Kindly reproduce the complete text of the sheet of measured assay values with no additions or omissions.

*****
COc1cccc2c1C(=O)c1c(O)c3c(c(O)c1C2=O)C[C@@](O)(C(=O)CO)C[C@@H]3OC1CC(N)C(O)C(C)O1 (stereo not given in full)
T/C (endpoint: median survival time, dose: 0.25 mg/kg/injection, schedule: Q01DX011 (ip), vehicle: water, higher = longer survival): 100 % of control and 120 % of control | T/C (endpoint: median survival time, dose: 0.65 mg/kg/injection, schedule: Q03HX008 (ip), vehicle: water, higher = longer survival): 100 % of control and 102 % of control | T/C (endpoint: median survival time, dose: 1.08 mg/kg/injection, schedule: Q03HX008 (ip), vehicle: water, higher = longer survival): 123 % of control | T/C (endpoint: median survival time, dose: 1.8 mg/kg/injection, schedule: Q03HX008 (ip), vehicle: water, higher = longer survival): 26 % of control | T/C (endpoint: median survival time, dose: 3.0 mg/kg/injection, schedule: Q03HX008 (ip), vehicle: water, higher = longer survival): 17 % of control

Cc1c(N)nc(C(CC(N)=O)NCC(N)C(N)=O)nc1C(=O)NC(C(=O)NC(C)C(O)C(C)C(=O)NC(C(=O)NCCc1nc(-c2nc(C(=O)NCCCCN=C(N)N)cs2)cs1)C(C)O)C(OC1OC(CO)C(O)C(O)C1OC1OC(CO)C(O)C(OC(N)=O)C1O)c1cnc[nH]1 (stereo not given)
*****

COc1cccc2c1C(=O)c1c(O)c3c(c(O)c1C2=O)C[C@@](O)(C(=O)CO)C[C@@H]3OC1CC(N)C(O)C(C)O1 (stereo not given in full)
T/C (endpoint: median survival time, dose: 0.25 mg/kg/injection, schedule: Q01DX011 (ip), vehicle: water, higher = longer survival): 100 % of control and 120 % of control | T/C (endpoint: median survival time, dose: 0.65 mg/kg/injection, schedule: Q03HX008 (ip), vehicle: water, higher = longer survival): 100 % of control and 102 % of control | T/C (endpoint: median survival time, dose: 1.08 mg/kg/injection, schedule: Q03HX008 (ip), vehicle: water, higher = longer survival): 123 % of control | T/C (endpoint: median survival time, dose: 1.8 mg/kg/injection, schedule: Q03HX008 (ip), vehicle: water, higher = longer survival): 26 % of control | T/C (endpoint: median survival time, dose: 3.0 mg/kg/injection, schedule: Q03HX008 (ip), vehicle: water, higher = longer survival): 17 % of control

Cc1c(N)nc(C(CC(N)=O)NCC(N)C(N)=O)nc1C(=O)NC(C(=O)NC(C)C(O)C(C)C(=O)NC(C(=O)NCCc1nc(-c2nc(C(=O)NCCCCN=C(N)N)cs2)cs1)C(C)O)C(OC1OC(CO)C(O)C(O)C1OC1OC(CO)C(O)C(OC(N)=O)C1O)c1cnc[nH]1 (stereo not given)